Milton campus a key subject in WLU's draft SMA

"Government support for a Laurier campus in Milton is the single biggest question confronting Laurier in its role within Ontario's PSE system," states Wilfrid Laurier University in its proposed strategy mandate agreement, noting that "a timely resolution of this question is our highest immediate priority." The document says "the proposed Milton campus plays a central role in our plans to innovate, improve productivity, and enhance student access, choice and affordability." WLU states that its long-term goal of 3 major campuses (Waterloo, Brantford, and Milton) in the range of 12,000 to 18,000 students each "means that Laurier students will have access to the academic and research resources of a large university, connected to a rich array of community and PSE partners, regardless of where they are enrolled. It also allows Laurier to retain its most distinctive attribute: exceptional education and personal development at a scale that emphasizes community and focused excellence in research." WLU SMA

CSA responds to Ontario's PSE discussion paper

In a report prepared in response to the Ontario government's PSE discussion paper, the College Student Alliance offers several recommendations to the province under the categories of expanded credential options and supplements; credit transfer, credential compatibility, and student mobility; year-round learning; quality teaching and learning outcomes; technology-enabled learning opportunities; entrepreneurial and experiential learning; and tuition framework. CSA's recommendations include expanding college degree programs as well as Ontario's dual credit program; prioritizing students traditionally underrepresented in PSE in the development of the Ontario Online Institute; implementing a tuition freeze for a period of 2 years, during which different policy options should be examined; and government and institutions creating a standard definition for experiential learning. Report

uManitoba breaks ground for Active Living Centre

The University of Manitoba held a groundbreaking ceremony Thursday to begin the construction of its new $46-million Active Living Centre. The 4-storey, 100,000-square-foot facility will feature a high-performance training facility for elite athletes, a state-of-the-art 200-metre indoor running track, and a 12-metre climbing wall. The open-concept centre, with a glass-exterior design, will also house an Applied Research Centre; a workout, strength, and conditioning facility; and a gathering area for students. The eco-friendly Active Living Centre is slated for completion in 2015. uManitoba News Release | Winnipeg Free Press

MUN Science to benefit from NL's compensation in Hebron dispute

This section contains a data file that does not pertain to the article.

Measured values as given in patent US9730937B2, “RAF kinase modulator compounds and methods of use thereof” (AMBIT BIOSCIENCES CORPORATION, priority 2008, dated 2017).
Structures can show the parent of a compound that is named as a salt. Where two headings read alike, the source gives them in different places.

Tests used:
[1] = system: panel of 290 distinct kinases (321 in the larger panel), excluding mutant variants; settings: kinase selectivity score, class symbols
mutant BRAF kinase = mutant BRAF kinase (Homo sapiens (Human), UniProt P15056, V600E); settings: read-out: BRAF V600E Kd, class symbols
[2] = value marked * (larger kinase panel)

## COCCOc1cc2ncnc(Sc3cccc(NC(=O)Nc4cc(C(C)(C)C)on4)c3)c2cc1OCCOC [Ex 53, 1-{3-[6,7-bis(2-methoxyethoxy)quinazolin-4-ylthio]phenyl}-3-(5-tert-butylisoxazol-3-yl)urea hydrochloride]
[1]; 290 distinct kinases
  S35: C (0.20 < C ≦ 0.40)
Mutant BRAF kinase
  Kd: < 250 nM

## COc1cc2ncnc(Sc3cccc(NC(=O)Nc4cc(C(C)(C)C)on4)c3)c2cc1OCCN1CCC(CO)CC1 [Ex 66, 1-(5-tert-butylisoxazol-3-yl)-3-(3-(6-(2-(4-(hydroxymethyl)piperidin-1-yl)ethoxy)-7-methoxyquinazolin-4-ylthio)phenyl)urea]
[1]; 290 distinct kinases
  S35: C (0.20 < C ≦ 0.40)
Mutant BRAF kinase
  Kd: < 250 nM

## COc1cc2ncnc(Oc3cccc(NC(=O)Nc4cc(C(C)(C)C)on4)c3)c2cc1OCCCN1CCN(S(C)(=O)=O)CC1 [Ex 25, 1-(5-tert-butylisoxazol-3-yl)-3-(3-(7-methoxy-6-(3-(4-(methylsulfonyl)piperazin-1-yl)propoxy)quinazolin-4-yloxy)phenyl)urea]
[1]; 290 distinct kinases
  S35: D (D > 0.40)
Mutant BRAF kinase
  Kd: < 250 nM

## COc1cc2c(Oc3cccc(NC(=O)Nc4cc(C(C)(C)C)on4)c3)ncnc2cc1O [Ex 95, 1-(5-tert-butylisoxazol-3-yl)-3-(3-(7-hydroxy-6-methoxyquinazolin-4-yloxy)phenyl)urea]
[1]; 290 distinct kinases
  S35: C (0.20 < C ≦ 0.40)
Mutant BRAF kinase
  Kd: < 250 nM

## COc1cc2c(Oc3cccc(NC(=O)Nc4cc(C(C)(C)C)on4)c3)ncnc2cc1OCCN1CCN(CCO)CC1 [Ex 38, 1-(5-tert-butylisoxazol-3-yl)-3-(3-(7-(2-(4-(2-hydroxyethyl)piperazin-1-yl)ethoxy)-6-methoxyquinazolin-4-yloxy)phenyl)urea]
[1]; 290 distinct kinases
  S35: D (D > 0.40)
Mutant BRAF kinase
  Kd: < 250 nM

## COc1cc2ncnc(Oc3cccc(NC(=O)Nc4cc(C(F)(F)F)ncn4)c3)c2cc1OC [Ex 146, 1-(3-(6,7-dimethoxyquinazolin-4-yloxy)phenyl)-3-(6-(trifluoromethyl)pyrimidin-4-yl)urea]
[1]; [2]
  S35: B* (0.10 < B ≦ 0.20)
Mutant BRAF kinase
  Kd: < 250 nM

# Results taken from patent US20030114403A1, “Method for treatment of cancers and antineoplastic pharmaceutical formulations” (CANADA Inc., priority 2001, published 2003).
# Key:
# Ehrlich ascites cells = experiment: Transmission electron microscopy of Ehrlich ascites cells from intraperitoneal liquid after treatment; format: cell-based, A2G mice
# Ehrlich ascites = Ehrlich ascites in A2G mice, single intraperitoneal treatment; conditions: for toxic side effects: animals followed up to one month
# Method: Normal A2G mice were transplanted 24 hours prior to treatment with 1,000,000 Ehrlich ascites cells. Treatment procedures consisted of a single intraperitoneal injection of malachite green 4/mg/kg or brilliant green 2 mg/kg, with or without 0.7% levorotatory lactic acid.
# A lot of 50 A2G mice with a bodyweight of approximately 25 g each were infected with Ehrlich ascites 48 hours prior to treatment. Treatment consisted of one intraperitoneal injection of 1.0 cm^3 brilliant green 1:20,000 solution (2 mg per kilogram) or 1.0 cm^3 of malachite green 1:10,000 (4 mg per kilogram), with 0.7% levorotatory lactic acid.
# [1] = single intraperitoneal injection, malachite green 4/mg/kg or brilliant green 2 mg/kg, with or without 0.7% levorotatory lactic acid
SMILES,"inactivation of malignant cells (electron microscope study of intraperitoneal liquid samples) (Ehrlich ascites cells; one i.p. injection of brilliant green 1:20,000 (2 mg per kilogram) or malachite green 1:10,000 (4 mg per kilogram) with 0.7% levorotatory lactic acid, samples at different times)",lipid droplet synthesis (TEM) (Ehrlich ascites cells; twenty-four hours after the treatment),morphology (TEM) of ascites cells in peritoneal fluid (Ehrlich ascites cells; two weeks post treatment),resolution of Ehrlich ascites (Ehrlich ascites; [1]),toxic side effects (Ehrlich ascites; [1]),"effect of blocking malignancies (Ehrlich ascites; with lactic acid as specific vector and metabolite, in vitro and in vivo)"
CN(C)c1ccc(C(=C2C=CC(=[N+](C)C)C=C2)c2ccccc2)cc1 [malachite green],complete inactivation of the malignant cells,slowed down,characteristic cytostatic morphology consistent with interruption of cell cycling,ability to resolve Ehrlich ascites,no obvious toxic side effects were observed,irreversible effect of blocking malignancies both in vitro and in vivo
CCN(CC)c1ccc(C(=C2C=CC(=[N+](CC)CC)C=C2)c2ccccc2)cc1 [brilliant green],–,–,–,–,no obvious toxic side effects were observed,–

The Newfoundland and Labrador government will collect $150 million in compensation from ExxonMobil after both parties settled their dispute concerning in-province fabrication of a third offshore drilling equipment module for the Hebron Project. The NL government announced Thursday it will use the payment to make strategic investments in the province's healthcare and education systems, including the development of core science infrastructure at Memorial University. MUN president Gary Kachanoski says the province's announcement provides the institution with certainty that funding will be there as the university moves forward with its core science infrastructure plan. NL Premier Kathy Dunderdale says planning for the projects funded by the settlement will start immediately, but work on the projects will not begin until 2016, which is when the province will receive the settlement. NL News Release | MUN News | CBC

Rotman adds video component to application process

The University of Toronto's Rotman School of Management has supplemented its standard written application with a video component. Rotman's new video applications require candidates to respond to 20 random questions about their interests, passions, and personality. "They're sort of first-date conversation, getting-to-know-you questions," says the school's recruitment director. "There shouldn't be any preparation needed." Applicants have 60 seconds to ponder their answer and 90 seconds to respond. Applicants do not have the chance to change their answer. Candidates must still write 2 short essays, but the video gives them a chance to flaunt their creative side, the recruitment director says. Fairly new in Canada, the video application concept has been used for years in the US. Rotman used the videos for the first time this year and the recruitment director is excited about the results. "I think we'll see an increase in the calibre of candidates who come in with a great sense of self-awareness and confidence in their own abilities." Toronto Star